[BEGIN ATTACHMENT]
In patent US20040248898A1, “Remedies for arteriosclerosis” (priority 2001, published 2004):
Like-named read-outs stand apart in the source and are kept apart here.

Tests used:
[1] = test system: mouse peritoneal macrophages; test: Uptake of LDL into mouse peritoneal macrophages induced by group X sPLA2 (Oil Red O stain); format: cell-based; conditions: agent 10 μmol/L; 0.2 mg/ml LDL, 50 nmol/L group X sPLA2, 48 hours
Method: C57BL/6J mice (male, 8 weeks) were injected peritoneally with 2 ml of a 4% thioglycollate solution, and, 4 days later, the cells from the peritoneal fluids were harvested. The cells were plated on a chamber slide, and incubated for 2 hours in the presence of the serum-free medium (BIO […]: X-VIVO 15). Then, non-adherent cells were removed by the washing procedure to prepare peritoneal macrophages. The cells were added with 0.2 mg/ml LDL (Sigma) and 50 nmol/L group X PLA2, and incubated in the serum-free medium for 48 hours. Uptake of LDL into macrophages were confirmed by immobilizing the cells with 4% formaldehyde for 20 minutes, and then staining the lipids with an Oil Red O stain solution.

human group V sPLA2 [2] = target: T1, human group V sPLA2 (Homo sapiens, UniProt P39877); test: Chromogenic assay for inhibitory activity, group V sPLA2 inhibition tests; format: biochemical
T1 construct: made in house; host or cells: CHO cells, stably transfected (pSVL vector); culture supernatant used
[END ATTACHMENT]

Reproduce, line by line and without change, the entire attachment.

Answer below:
In patent US20040248898A1, “Remedies for arteriosclerosis” (priority 2001, published 2004):
Like-named read-outs stand apart in the source and are kept apart here.

Tests used:
[1] = test system: mouse peritoneal macrophages; test: Uptake of LDL into mouse peritoneal macrophages induced by group X sPLA2 (Oil Red O stain); format: cell-based; conditions: agent 10 μmol/L; 0.2 mg/ml LDL, 50 nmol/L group X sPLA2, 48 hours
Method: C57BL/6J mice (male, 8 weeks) were injected peritoneally with 2 ml of a 4% thioglycollate solution, and, 4 days later, the cells from the peritoneal fluids were harvested. The cells were plated on a chamber slide, and incubated for 2 hours in the presence of the serum-free medium (BIO […]: X-VIVO 15). Then, non-adherent cells were removed by the washing procedure to prepare peritoneal macrophages. The cells were added with 0.2 mg/ml LDL (Sigma) and 50 nmol/L group X PLA2, and incubated in the serum-free medium for 48 hours. Uptake of LDL into macrophages were confirmed by immobilizing the cells with 4% formaldehyde for 20 minutes, and then staining the lipids with an Oil Red O stain solution.

human group V sPLA2 [2] = target: T1, human group V sPLA2 (Homo sapiens, UniProt P39877); test: Chromogenic assay for inhibitory activity, group V sPLA2 inhibition tests; format: biochemical
T1 construct: made in house; host or cells: CHO cells, stably transfected (pSVL vector); culture supernatant used